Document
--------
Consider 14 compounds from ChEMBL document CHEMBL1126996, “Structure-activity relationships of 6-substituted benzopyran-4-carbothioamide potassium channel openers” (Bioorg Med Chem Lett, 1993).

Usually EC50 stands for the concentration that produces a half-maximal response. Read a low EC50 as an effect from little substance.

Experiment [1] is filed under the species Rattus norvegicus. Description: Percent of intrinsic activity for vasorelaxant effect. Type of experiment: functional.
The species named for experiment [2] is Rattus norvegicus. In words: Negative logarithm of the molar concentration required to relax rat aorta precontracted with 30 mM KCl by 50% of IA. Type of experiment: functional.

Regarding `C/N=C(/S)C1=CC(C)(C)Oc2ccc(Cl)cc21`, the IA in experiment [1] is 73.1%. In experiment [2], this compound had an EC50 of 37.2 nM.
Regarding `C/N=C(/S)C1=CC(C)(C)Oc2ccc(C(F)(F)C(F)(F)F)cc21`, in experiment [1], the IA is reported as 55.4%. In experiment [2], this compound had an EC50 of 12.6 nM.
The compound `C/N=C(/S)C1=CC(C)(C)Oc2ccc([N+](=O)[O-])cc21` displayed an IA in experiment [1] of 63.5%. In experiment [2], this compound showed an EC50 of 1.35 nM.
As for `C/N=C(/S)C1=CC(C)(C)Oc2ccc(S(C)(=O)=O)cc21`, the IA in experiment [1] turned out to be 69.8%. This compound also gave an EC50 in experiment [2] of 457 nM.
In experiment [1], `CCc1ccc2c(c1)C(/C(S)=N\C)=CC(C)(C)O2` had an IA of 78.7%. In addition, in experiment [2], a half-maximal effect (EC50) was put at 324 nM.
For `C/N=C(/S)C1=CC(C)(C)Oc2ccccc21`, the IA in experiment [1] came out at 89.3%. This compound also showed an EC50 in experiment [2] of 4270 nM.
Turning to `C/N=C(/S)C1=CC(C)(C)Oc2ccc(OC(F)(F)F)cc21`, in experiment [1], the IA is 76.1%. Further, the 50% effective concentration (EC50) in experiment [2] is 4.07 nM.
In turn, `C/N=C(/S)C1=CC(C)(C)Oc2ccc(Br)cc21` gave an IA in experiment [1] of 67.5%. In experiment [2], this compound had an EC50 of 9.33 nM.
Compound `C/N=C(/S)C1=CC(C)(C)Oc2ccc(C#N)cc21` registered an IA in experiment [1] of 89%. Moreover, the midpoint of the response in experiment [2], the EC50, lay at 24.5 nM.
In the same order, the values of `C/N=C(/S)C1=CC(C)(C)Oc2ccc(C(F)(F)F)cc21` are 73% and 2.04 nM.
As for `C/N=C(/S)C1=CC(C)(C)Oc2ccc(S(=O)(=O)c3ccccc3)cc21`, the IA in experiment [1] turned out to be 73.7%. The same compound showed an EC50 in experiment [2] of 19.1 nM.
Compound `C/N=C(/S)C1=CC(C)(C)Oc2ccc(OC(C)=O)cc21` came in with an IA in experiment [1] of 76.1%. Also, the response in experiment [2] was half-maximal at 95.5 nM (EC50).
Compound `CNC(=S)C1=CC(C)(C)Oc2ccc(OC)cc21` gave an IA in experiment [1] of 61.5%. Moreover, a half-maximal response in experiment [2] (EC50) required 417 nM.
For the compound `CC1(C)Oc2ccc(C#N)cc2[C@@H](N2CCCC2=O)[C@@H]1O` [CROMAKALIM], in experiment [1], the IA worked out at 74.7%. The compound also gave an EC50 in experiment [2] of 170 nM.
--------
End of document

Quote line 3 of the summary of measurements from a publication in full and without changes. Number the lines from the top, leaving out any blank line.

Experiment [1] is filed under the species Rattus norvegicus. Description: Percent of intrinsic activity for vasorelaxant effect. Type of experiment: functional.